Scottish economic bulletin: October 2023

Provides a summary of latest key economic statistics, forecasts and analysis on the Scottish economy.

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Inflation continues to fall however remains significantly above the 2% target.

  • UK inflation fell for a third successive month in August to 6.7%, continuing its downward trend from its recent peak of 11.1% in October 2022 and is at its lowest rate since February 2022.[2]
  • The fall in August was modest, down from 6.8% in July, with the largest downward contributions from food and non-alcoholic beverages and restaurants and hotels, offset by upward contributions from transport (particularly motor fuels) and clothing.
  • Core inflation, which excludes food, energy, alcohol and tobacco, fell to 6.2% in August, down from 6.9% in July, and while it remains elevated, indicates a slight easing in inflation pressures from recent months.
UK CPI Inflation Rate – Total and Core
Line chart showing the total UK inflation rate falling during 2023 while the core inflation rate continued to rise until starting to ease from June.
  • In terms of the downward contribution from food and non-alcoholic beverages, the annual rate of inflation fell for a fifth consecutive month in August to 13.6% (down from 14.8% in July and from its recent peak of 19.1% in March), however remains notably elevated. In contrast, motor fuel prices (petrol and diesel) have been on a downward trend since the end of 2022, and are 15% and 19% lower respectively compared to last year. However, prices increased by c. 4% over the month between July and August, providing an upward contribution to the overall rate.
UK Inflation Index – Selected Items
Line chart showing the fall in the price index for energy and fuel prices in 2023 following their sharp rise in 2022 while the food price index continued to rise.
  • Electricity and gas price annual inflation rates remained unchanged at 6.7% and 1.7% respectively, and partly reflects the shift in July from the Energy Price Guarantee to the Energy Price Cap (EPC) for July to September, which estimates the typical annual energy bill to fall c. 17% to £1,978. The EPC for October to December is expected to result in a further 7.3% fall in the typical annual energy bill to £1,834 from October.[3]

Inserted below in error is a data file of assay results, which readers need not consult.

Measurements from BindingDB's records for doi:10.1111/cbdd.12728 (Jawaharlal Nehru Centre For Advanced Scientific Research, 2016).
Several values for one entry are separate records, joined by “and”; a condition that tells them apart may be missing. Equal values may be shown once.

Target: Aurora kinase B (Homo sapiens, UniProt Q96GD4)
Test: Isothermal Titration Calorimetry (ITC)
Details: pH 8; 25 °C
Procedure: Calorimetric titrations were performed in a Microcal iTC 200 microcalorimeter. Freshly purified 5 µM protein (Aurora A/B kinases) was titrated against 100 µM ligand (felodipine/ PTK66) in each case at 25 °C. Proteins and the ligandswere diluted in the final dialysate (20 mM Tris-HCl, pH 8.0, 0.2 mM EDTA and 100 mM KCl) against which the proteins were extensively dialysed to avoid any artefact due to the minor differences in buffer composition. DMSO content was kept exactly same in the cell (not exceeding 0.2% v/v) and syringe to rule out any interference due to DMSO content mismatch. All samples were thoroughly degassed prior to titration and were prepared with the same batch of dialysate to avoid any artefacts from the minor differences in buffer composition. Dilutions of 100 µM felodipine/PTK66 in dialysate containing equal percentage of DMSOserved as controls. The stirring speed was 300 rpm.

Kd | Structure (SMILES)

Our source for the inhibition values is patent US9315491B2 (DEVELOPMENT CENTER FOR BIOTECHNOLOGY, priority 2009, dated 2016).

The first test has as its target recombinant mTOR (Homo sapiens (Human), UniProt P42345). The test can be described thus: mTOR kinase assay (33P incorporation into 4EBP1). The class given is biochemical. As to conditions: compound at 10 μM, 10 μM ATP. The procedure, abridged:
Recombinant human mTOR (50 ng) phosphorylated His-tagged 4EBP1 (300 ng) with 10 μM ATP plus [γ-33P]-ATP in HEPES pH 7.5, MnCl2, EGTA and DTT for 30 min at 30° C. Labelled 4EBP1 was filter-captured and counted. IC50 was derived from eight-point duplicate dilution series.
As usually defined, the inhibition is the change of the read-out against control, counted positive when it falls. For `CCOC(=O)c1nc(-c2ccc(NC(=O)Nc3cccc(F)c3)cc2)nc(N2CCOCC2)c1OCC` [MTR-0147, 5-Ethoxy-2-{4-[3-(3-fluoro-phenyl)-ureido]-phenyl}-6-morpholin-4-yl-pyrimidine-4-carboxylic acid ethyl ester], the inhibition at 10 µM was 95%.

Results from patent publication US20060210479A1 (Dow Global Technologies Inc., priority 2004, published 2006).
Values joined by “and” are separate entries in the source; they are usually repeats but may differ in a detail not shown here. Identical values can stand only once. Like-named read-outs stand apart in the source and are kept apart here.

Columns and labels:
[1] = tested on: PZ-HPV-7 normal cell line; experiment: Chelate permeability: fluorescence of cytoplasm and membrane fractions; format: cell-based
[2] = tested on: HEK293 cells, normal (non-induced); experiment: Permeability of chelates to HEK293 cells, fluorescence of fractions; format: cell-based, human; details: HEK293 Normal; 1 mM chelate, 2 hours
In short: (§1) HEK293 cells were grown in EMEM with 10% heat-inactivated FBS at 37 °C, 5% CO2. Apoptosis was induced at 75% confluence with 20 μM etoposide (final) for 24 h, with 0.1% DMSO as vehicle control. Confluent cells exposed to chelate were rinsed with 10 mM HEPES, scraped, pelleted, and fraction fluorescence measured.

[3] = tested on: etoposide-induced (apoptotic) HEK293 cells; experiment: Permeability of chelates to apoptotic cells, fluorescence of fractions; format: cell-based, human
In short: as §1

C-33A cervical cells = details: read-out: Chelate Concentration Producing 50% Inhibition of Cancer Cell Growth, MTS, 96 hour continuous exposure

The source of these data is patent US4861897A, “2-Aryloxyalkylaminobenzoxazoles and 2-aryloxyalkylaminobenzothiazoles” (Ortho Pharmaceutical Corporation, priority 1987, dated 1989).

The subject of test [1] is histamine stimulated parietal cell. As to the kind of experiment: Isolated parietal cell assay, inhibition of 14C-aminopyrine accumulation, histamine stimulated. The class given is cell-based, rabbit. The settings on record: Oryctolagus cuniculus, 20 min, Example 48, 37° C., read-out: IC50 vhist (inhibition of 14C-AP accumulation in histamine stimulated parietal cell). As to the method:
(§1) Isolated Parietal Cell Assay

Typical annual energy bill under Ofgem energy price cap (EPC) and energy price guarantee (EPG)
Bar chart showing the fall in the typical annual energy bill in the UK since July and forecasts it to remain broadly stable in 2024.
  • Overall, annual consumer price inflation rates are on a downward trend, however the price index level remains 21% higher than at the start of 2021, illustrating the rapid increase in the overall price level facing consumers over this period.
  • In response to latest inflation and wider economic data the Bank of England's Monetary Policy Committee (MPC) voted by 5 to 4 to maintain Bank Rate at 5.25% in September, unchanged from the previous meeting in August. This was the first pause in the current sequence of Bank Rate rises since December 2021 having risen at fourteen consecutive MPC meetings.[4]
UK Inflation Rate and Bank Rate
Line chart showing the UK inflation rate fall in 2023 to 6.7% while the Bank Rate rose to 5.25%.
  • The Bank Rate remains at its highest rate since 2008 and is expected to remain at restrictive rates to support the fall in inflation back towards the 2% target in the medium term. Markets currently expect the Bank Rate to average slightly under 5% over the next 3-years, which is slightly lower than expectations in August and reflects the easing in inflationary pressures.



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